Monday, June 26, 2017

The Old Farmer's Daughter: The Poker Game

The Old Farmer's Daughter: The Poker Game: At the Old Farmer's house, once a month we had his in-laws over for dinner and the bi-weekly card (Poker :  ) game.  Every other two ...

The Poker Game

At the Old Farmer's house, once a month we had
his in-laws over for dinner and the bi-weekly card (Poker :  ) game.
 Every other two weeks we went to their house. 

Us cousins spent the afternoon playing.
It was out one day a week we had a treat, usually potato chips and dip.
Sometimes pretzels. Dip = sour cream and french onion soup mix.
When at the cousin's house, in the big city, we could walk to the corner
to get and ice cream. And our Aunt always made the best spaghetti.



The card game lasted late into the evening.
It was a serious battle for pennies.
When a diversion was called for Uncle would jostle
the table to shake over everyone's neat stacks of pennies. 
Everyone would boo and fuss at him! 
We young'uns would  lay upstairs in bed and listen to the fun.


At the end of the night all the pennies went into the
toy safes or tin boxes ready for the next game.


Monday, June 19, 2017

The Bedtime Story

 

TV was not such a big part of life in the 50s.
Of course most homes had  ONE TV,
 ONE black and white TV.
And they had children to change the channels!



But storytime was very important at bedtime. 
The Old Farmer would sit between 
the two twin beds after we were all settled. 
He made up delightful stories 
about a little girl's adventures
for his little girls. 




One time he was going to read us a book, 
one chapter each night. 
I suppose the plan was that we would be eagerly looking forward to the rest of the story and go to bed without a fuss. 
I think the chosen story was 
Treasure Island.
I think I usually fell asleep 
before the end of each chapter.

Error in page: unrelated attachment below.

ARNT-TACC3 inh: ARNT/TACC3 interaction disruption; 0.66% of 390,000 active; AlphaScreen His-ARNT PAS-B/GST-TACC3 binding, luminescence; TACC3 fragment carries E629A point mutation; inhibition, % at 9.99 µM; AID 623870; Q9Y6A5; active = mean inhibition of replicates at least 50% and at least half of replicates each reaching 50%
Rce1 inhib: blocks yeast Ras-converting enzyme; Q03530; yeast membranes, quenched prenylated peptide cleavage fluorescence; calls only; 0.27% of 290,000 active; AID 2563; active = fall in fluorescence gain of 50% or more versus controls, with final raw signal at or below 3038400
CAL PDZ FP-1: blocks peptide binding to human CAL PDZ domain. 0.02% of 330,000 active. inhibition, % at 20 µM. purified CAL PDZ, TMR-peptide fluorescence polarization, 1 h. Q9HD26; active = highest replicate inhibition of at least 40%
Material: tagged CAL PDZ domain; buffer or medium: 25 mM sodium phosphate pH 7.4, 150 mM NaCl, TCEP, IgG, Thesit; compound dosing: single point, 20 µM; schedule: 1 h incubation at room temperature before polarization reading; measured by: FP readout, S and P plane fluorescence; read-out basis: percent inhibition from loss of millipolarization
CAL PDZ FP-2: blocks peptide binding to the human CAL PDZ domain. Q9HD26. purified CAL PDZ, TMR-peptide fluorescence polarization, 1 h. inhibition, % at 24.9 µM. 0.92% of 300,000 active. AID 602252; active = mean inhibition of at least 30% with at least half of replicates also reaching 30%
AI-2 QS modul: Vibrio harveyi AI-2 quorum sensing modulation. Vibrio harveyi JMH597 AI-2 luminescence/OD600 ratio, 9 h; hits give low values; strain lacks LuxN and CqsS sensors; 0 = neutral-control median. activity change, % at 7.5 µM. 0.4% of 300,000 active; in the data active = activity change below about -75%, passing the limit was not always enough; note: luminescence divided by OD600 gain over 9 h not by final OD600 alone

But the bedtime story taught us all the adventures
one might find between the pages of a book
and we all became voracious readers in our farm family. 


Good night Daddy.

Monday, June 12, 2017

Trilliums, Dogtooth Violets, and Jack in the Pulpits. Oh My!





   The Old Farmers Daughter,
     
               I loved roaming the fields and woods. 
             
                       The snow melting in the spring,
                      
                                   running off into the pond or creek.
                              
                                                     The new growth sprouting.   


 The front woods is where the sun set. 
Here was the tree with the "3 J's" carved on it. 
At the back of these woods was a small natural spring,
 a little beauty spot I liked to visit. 
There was a deadfall where the ermine lurked.
Squirrel were abundant.




 Jack in the Pulpits would be found.
Early in the spring you would find 
dogtooth violets snuggled up 
to the base of trees.



 The back woods were behind the swamp.
 There were huge old vines
and on the far side old barbed wire 
grown into the trees. 



  
    This is where the
trilliums flourished.
 Huge patches of giant trilliums.
 Mostly in white and a few purple mixed in. 



   There also were ironwood trees. 
The Old Farmer said they were so named for the obvious reason,
 they were like iron. You would be hard put to cut one down.




Of course I had to put this to the test. 
 I was quite handy with the hatchet
having cut down lots of small trees. 
So I tackled an  ironwood tree with optimism. 

   Which soon turned to a pessimistic attitude.

 The Old Farmer was right.
Why would I even question his wisdom! 
But, we learn through experience.

Monday, June 5, 2017

A STRAWBERRY SOCIAL



In the old days we used to have Strawberry Socials in the season.
     No that little fellow up there wasn't invited!

The Old Farmer's Wife had a strawberry patch. 
This was a business venture. The best berries
were sorted and boxed to sell. 
The Old Farmer's Daughters were recruited to help pick.
We also ate a LOT! 


The Strawberry Social would arrive at our Grandma's church.
Dressed in our Sunday best off we would go.
There was a lot of visiting and catching up among the adults.
The children waited for the Main Course.
Strawberries and Ice Cream! 




The season passes all too fast but a thrifty housewife
would have many berries put up in the freezer
and many jars of strawberry jam on the pantry shelves. 

For the new homemakers who wish to store good homegrown food out there, 
freezing berries is about the easiest thing.
Wash the berries (do this in small batches as they easily become waterlogged!),
 cut off the leaves, slice in halves or thinner slices, I like them thinner.
More surface exposed to sugar, more syrup forms and more delicious! 
Put in your freezer containers and sprinkle on a good amount of sugar! 
I eyeball it, but say a quart container or ziplock freezer bag about 1/2 cup.
More if the berries are tart. You don't have to use sugar, but quite honestly
they keep their color and flavor better with sugar. 

Frozen sugared berries are great for yogurt smoothies!